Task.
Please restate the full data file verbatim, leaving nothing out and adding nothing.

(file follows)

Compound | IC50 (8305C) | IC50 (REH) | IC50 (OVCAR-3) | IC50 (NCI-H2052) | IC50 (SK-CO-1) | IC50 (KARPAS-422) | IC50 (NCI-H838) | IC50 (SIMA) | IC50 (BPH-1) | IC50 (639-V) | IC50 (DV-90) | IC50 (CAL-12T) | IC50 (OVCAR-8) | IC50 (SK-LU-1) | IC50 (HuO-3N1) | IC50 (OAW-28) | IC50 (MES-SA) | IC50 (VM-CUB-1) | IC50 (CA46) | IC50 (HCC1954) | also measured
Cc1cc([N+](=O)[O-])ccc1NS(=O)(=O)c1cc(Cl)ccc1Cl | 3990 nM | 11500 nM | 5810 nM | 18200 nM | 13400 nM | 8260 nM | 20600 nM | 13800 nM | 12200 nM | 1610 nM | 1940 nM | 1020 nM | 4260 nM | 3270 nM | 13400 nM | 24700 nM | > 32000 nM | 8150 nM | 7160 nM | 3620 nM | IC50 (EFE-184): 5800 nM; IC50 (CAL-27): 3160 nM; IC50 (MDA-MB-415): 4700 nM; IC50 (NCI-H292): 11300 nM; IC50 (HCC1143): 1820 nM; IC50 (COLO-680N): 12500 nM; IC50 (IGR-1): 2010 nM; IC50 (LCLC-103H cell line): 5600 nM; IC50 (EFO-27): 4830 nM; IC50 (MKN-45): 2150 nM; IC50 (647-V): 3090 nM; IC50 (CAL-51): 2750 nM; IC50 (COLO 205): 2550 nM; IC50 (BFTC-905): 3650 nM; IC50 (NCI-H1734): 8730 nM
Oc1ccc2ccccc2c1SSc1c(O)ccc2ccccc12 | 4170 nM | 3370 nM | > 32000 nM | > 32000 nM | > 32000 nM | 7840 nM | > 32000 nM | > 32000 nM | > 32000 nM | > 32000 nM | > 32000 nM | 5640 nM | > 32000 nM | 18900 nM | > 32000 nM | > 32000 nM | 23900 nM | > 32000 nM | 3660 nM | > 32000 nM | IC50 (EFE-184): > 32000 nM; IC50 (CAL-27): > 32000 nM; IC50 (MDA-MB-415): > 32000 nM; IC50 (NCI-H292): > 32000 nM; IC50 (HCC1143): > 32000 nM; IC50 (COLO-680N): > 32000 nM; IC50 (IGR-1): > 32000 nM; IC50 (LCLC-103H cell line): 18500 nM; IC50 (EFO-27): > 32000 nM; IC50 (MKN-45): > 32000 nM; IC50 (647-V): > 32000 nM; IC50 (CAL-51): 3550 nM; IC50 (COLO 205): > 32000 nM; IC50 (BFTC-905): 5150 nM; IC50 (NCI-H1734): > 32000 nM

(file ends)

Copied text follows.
Compound | IC50 (8305C) | IC50 (REH) | IC50 (OVCAR-3) | IC50 (NCI-H2052) | IC50 (SK-CO-1) | IC50 (KARPAS-422) | IC50 (NCI-H838) | IC50 (SIMA) | IC50 (BPH-1) | IC50 (639-V) | IC50 (DV-90) | IC50 (CAL-12T) | IC50 (OVCAR-8) | IC50 (SK-LU-1) | IC50 (HuO-3N1) | IC50 (OAW-28) | IC50 (MES-SA) | IC50 (VM-CUB-1) | IC50 (CA46) | IC50 (HCC1954) | also measured
Cc1cc([N+](=O)[O-])ccc1NS(=O)(=O)c1cc(Cl)ccc1Cl | 3990 nM | 11500 nM | 5810 nM | 18200 nM | 13400 nM | 8260 nM | 20600 nM | 13800 nM | 12200 nM | 1610 nM | 1940 nM | 1020 nM | 4260 nM | 3270 nM | 13400 nM | 24700 nM | > 32000 nM | 8150 nM | 7160 nM | 3620 nM | IC50 (EFE-184): 5800 nM; IC50 (CAL-27): 3160 nM; IC50 (MDA-MB-415): 4700 nM; IC50 (NCI-H292): 11300 nM; IC50 (HCC1143): 1820 nM; IC50 (COLO-680N): 12500 nM; IC50 (IGR-1): 2010 nM; IC50 (LCLC-103H cell line): 5600 nM; IC50 (EFO-27): 4830 nM; IC50 (MKN-45): 2150 nM; IC50 (647-V): 3090 nM; IC50 (CAL-51): 2750 nM; IC50 (COLO 205): 2550 nM; IC50 (BFTC-905): 3650 nM; IC50 (NCI-H1734): 8730 nM
Oc1ccc2ccccc2c1SSc1c(O)ccc2ccccc12 | 4170 nM | 3370 nM | > 32000 nM | > 32000 nM | > 32000 nM | 7840 nM | > 32000 nM | > 32000 nM | > 32000 nM | > 32000 nM | > 32000 nM | 5640 nM | > 32000 nM | 18900 nM | > 32000 nM | > 32000 nM | 23900 nM | > 32000 nM | 3660 nM | > 32000 nM | IC50 (EFE-184): > 32000 nM; IC50 (CAL-27): > 32000 nM; IC50 (MDA-MB-415): > 32000 nM; IC50 (NCI-H292): > 32000 nM; IC50 (HCC1143): > 32000 nM; IC50 (COLO-680N): > 32000 nM; IC50 (IGR-1): > 32000 nM; IC50 (LCLC-103H cell line): 18500 nM; IC50 (EFO-27): > 32000 nM; IC50 (MKN-45): > 32000 nM; IC50 (647-V): > 32000 nM; IC50 (CAL-51): 3550 nM; IC50 (COLO 205): > 32000 nM; IC50 (BFTC-905): 5150 nM; IC50 (NCI-H1734): > 32000 nM